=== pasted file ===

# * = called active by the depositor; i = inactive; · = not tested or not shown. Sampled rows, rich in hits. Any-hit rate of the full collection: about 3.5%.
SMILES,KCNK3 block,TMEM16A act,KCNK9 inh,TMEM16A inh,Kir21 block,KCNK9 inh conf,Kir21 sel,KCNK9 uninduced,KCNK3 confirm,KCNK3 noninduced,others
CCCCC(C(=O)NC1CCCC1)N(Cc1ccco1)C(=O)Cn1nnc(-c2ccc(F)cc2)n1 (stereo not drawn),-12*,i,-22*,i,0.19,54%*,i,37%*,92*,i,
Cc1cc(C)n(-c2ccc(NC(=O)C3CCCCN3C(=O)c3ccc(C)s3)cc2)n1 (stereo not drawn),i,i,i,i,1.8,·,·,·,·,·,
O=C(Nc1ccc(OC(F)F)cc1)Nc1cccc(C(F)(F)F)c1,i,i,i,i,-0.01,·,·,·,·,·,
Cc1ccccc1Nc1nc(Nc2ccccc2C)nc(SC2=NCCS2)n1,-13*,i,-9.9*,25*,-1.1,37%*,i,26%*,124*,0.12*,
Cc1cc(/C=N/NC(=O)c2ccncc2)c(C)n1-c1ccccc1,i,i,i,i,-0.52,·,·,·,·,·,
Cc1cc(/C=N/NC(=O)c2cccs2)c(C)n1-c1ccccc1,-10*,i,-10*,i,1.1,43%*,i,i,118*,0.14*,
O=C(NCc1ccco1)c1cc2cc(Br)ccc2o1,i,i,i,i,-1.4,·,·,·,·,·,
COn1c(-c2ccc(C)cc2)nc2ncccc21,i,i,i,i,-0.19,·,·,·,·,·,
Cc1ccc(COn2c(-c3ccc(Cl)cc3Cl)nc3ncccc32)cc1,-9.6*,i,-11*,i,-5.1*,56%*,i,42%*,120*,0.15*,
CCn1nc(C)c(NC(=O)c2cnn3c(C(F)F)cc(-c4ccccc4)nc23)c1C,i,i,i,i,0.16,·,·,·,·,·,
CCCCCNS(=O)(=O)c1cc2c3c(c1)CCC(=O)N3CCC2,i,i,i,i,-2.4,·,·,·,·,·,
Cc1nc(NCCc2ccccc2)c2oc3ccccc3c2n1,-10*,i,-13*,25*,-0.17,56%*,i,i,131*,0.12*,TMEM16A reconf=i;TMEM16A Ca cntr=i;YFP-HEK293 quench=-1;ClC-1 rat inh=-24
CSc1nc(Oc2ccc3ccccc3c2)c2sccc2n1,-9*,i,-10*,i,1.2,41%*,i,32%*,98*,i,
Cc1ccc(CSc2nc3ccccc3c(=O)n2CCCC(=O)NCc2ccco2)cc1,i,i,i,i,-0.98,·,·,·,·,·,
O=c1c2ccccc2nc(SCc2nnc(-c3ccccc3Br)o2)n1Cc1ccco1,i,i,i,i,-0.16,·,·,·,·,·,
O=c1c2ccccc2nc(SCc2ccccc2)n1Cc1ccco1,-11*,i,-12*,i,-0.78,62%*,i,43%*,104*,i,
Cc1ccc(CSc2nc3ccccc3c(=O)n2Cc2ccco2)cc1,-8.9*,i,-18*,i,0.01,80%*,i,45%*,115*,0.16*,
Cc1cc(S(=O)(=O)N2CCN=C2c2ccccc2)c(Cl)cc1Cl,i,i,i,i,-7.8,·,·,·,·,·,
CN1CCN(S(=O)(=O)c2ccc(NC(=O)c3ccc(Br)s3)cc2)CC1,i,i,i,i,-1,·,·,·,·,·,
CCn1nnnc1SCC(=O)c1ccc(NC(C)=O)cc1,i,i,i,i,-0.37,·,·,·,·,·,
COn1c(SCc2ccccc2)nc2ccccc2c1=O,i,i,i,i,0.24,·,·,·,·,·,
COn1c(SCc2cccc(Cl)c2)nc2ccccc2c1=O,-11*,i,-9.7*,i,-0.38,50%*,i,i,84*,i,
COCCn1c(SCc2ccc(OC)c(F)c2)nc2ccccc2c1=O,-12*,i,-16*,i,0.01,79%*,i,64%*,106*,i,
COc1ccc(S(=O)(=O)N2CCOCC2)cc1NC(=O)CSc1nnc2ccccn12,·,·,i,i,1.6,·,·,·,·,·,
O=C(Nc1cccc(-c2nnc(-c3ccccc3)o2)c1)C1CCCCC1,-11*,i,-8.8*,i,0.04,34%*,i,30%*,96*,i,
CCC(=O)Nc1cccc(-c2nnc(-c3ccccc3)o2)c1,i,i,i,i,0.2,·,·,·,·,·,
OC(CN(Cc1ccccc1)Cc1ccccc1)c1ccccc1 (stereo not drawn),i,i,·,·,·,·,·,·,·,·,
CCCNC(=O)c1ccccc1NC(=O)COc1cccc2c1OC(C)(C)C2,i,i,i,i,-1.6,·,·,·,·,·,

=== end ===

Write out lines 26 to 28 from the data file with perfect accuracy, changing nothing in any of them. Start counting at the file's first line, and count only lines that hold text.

COc1ccc(S(=O)(=O)N2CCOCC2)cc1NC(=O)CSc1nnc2ccccn12,·,·,i,i,1.6,·,·,·,·,·,
O=C(Nc1cccc(-c2nnc(-c3ccccc3)o2)c1)C1CCCCC1,-11*,i,-8.8*,i,0.04,34%*,i,30%*,96*,i,
CCC(=O)Nc1cccc(-c2nnc(-c3ccccc3)o2)c1,i,i,i,i,0.2,·,·,·,·,·,